Hopefully a video to come… It’s hard to upload while I’m on my mobile. Here are some photos of the trio in the meantime.
I’m finding it hard to describe where exactly we are right now because it doesn’t seem real. We arrived in Ireland yesterday at around noon and were taken by driver from Dublin to Ballyfin, where we were greeted like royalty by three friendly servants… Is this real? I’m finding it hard to write without sounding pompous or something. I’m just trying to write it down to make sure it’s even a reality. My three little cousins ran out of the front door so excited to see us. “We picked the tapestry room for you,” said Olivia. I was overwhelmed walking into castle and still a bit groggy from jetlag, but those feelings quickly dissipated once we started the tour. The entry way is guarded by an Irish elk:
Keep walking and there’s a study-like room with a portrait and plaque honoring Ballyfin’s teen founder Sir Charles Henry Coote:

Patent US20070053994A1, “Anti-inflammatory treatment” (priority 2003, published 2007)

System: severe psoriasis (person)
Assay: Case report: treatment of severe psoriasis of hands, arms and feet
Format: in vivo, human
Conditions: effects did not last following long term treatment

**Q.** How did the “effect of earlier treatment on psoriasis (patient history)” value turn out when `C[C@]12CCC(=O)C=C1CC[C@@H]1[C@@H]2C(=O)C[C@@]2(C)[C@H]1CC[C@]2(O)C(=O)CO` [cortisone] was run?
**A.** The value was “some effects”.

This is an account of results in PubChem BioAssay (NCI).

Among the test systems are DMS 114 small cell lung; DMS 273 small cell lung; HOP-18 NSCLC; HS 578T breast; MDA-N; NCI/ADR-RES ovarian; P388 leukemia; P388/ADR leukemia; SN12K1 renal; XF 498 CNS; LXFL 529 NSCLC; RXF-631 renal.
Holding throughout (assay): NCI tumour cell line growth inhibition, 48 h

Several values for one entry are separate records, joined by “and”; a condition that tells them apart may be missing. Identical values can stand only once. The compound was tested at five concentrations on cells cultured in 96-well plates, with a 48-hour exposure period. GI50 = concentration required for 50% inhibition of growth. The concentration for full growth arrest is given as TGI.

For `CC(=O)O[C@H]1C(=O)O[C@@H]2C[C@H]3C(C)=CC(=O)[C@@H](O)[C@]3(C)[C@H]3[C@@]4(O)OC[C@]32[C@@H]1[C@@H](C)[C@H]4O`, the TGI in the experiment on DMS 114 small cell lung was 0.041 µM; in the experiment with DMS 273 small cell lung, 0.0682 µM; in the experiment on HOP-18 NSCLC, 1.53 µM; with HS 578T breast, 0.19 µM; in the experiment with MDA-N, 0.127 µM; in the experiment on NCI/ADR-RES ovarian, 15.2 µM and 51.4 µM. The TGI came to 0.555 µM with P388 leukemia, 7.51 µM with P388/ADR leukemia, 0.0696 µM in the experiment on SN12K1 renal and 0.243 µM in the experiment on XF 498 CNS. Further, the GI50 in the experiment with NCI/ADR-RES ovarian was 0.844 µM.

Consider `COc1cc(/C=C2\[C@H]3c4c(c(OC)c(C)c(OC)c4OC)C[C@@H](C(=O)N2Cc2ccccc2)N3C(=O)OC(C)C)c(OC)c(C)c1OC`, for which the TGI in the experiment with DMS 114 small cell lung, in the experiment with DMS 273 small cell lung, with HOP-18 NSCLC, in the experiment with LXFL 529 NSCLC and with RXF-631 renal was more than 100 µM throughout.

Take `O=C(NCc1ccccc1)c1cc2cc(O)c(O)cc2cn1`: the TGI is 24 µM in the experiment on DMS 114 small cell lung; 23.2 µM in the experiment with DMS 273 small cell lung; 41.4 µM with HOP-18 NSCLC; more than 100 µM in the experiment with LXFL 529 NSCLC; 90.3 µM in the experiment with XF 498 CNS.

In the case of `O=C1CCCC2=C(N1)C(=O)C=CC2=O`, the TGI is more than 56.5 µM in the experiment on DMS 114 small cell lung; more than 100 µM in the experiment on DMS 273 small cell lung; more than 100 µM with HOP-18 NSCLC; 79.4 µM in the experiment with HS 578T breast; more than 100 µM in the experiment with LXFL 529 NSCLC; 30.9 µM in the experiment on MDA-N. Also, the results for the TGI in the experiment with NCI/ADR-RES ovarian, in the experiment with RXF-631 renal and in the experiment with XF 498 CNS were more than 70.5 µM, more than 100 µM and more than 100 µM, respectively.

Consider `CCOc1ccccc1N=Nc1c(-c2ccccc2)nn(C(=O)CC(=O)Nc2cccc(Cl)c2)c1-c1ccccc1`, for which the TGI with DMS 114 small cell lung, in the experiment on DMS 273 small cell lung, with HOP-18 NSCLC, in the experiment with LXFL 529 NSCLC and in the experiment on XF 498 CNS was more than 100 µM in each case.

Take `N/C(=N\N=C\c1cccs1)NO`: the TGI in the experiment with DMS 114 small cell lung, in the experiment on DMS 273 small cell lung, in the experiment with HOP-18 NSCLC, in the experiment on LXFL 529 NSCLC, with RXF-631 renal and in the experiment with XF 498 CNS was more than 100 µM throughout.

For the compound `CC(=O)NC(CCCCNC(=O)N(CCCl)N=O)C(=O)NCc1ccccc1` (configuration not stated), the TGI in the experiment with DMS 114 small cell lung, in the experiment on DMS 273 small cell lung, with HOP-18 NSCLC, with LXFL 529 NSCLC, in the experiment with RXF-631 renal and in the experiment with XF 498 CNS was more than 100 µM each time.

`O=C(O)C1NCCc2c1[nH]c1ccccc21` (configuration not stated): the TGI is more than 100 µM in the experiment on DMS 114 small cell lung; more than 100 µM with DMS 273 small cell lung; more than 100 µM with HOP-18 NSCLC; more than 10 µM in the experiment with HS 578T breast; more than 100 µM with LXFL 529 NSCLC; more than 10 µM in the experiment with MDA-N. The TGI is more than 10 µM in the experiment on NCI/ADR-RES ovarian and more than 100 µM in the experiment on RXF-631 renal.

The grand staircase is in the next room. Sometime this week a historian and Ballyfin expert will come in to tell us all about the people in all these portraits and the history of the place.
A fire constantly burns in the living room which is lined with tall marble columns. As I’m walking around taking photos, I’m in shock. The outdoor terrace looks out onto this gorgeous fountain protected by a statue of a god-like Poseidon looking man.
Our bartender, Malcolm, looks exactly like the actor Denis O’hare and we’ve taken to calling him “Lloyd” like the bartender from The Shining. He’s English and a complete movie buff, so it’s been fun to sit at the bar with him and my uncle who is constantly rattling off various movie quotes. We are on the way ride horses now, but I wanted to blog quickly before we left. More to come!